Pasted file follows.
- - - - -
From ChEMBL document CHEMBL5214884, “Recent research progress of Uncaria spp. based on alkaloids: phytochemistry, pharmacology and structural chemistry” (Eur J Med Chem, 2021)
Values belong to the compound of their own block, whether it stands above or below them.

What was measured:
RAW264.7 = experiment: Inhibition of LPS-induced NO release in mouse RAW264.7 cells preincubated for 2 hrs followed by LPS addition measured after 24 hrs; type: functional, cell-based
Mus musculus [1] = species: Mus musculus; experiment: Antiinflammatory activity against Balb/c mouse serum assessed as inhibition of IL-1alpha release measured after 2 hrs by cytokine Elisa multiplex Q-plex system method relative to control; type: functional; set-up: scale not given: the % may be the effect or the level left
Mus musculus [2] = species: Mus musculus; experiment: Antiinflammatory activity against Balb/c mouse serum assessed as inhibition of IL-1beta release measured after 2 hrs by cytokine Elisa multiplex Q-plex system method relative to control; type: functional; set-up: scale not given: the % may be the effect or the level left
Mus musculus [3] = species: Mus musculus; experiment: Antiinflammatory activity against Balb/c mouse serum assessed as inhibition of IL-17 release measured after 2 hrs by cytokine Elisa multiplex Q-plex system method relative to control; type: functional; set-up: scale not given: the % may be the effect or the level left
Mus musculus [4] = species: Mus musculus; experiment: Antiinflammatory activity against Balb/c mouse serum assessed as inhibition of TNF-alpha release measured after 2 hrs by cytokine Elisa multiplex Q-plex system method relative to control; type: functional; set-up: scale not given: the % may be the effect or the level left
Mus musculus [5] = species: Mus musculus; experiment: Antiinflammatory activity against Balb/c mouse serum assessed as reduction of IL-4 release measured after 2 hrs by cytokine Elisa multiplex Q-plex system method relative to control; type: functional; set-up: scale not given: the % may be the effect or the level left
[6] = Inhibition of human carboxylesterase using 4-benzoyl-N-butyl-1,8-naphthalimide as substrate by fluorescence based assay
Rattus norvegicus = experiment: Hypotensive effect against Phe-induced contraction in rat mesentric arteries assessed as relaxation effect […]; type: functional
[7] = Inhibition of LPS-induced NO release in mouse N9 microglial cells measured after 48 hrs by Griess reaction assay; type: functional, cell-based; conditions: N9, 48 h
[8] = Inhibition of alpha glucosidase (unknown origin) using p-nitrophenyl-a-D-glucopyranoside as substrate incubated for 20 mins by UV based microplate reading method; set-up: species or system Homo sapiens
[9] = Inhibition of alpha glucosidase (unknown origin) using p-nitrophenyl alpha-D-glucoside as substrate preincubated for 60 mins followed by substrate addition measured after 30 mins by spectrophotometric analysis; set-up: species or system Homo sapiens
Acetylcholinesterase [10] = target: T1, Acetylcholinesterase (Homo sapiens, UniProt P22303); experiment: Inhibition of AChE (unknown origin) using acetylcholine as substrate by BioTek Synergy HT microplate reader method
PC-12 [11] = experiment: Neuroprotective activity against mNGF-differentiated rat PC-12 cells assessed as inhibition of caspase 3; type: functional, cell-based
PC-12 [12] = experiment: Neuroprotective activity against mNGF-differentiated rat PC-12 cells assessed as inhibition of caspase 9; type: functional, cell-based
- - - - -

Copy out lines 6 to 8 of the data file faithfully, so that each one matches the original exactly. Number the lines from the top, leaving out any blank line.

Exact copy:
Mus musculus [2] = species: Mus musculus; experiment: Antiinflammatory activity against Balb/c mouse serum assessed as inhibition of IL-1beta release measured after 2 hrs by cytokine Elisa multiplex Q-plex system method relative to control; type: functional; set-up: scale not given: the % may be the effect or the level left
Mus musculus [3] = species: Mus musculus; experiment: Antiinflammatory activity against Balb/c mouse serum assessed as inhibition of IL-17 release measured after 2 hrs by cytokine Elisa multiplex Q-plex system method relative to control; type: functional; set-up: scale not given: the % may be the effect or the level left
Mus musculus [4] = species: Mus musculus; experiment: Antiinflammatory activity against Balb/c mouse serum assessed as inhibition of TNF-alpha release measured after 2 hrs by cytokine Elisa multiplex Q-plex system method relative to control; type: functional; set-up: scale not given: the % may be the effect or the level left